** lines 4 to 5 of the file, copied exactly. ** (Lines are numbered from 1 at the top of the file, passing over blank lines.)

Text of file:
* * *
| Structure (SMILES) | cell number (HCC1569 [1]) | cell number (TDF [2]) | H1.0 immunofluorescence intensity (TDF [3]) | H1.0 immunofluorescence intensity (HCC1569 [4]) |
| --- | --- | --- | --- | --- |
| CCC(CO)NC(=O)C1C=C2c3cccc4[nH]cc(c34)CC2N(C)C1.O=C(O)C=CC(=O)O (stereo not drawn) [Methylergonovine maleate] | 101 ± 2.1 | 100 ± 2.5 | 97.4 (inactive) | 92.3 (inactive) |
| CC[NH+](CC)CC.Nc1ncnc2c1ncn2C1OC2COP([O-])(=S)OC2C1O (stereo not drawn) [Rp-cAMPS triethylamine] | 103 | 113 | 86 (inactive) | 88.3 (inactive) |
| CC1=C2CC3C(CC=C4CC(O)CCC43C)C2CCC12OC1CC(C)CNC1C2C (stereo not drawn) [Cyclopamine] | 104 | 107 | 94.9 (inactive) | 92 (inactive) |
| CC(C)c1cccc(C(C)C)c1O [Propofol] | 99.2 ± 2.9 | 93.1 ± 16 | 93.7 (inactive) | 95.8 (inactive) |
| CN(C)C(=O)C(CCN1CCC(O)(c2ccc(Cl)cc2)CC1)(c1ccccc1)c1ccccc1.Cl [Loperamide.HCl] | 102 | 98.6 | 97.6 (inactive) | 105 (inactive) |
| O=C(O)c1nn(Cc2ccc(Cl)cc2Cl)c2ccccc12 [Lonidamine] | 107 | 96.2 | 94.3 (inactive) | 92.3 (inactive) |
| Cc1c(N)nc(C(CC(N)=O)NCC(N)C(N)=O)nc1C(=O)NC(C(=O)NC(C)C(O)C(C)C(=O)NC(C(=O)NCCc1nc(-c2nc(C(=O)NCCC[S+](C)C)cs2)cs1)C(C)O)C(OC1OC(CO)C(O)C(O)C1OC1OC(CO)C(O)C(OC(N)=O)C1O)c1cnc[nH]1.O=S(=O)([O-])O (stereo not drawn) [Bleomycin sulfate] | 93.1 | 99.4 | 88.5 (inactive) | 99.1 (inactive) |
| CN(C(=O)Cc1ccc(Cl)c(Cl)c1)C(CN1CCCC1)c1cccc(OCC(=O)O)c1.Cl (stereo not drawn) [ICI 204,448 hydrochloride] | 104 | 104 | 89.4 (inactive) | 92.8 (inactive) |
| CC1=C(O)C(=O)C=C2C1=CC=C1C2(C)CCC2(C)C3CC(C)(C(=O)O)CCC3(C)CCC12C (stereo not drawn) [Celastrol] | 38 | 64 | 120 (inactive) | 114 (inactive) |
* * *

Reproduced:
| CC[NH+](CC)CC.Nc1ncnc2c1ncn2C1OC2COP([O-])(=S)OC2C1O (stereo not drawn) [Rp-cAMPS triethylamine] | 103 | 113 | 86 (inactive) | 88.3 (inactive) |
| CC1=C2CC3C(CC=C4CC(O)CCC43C)C2CCC12OC1CC(C)CNC1C2C (stereo not drawn) [Cyclopamine] | 104 | 107 | 94.9 (inactive) | 92 (inactive) |